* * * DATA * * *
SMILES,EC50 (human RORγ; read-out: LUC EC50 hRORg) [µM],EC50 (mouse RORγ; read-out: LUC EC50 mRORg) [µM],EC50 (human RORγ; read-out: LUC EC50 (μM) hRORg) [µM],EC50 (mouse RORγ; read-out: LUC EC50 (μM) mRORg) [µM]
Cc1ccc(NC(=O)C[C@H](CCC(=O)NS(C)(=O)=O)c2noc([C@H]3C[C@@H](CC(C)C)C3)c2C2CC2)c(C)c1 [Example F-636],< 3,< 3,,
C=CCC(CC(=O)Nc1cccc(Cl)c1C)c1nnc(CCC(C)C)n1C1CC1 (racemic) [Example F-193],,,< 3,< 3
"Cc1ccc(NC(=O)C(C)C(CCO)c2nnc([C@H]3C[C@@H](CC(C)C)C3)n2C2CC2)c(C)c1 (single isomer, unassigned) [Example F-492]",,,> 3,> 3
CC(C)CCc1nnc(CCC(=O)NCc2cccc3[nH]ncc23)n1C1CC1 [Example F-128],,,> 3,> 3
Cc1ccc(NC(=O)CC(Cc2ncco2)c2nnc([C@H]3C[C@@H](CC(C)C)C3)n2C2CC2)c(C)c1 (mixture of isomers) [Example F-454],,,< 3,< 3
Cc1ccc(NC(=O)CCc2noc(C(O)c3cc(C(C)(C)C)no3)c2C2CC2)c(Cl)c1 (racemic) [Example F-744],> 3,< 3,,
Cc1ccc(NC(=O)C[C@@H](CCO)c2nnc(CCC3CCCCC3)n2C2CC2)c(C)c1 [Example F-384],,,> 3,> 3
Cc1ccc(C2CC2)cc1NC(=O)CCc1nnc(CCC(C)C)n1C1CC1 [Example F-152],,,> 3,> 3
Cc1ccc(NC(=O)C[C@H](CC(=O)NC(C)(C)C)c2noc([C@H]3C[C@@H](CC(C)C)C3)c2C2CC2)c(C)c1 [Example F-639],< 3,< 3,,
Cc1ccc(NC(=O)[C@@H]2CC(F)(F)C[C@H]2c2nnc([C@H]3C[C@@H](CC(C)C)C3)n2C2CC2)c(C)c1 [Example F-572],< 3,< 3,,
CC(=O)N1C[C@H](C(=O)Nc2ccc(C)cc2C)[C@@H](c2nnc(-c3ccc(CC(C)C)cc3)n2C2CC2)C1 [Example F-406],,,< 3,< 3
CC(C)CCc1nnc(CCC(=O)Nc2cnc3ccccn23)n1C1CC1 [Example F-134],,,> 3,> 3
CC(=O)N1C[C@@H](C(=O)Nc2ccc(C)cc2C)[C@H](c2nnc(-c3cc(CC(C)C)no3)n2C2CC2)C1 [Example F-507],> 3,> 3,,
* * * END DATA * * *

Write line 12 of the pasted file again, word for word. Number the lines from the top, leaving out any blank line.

CC(=O)N1C[C@H](C(=O)Nc2ccc(C)cc2C)[C@@H](c2nnc(-c3ccc(CC(C)C)cc3)n2C2CC2)C1 [Example F-406],,,< 3,< 3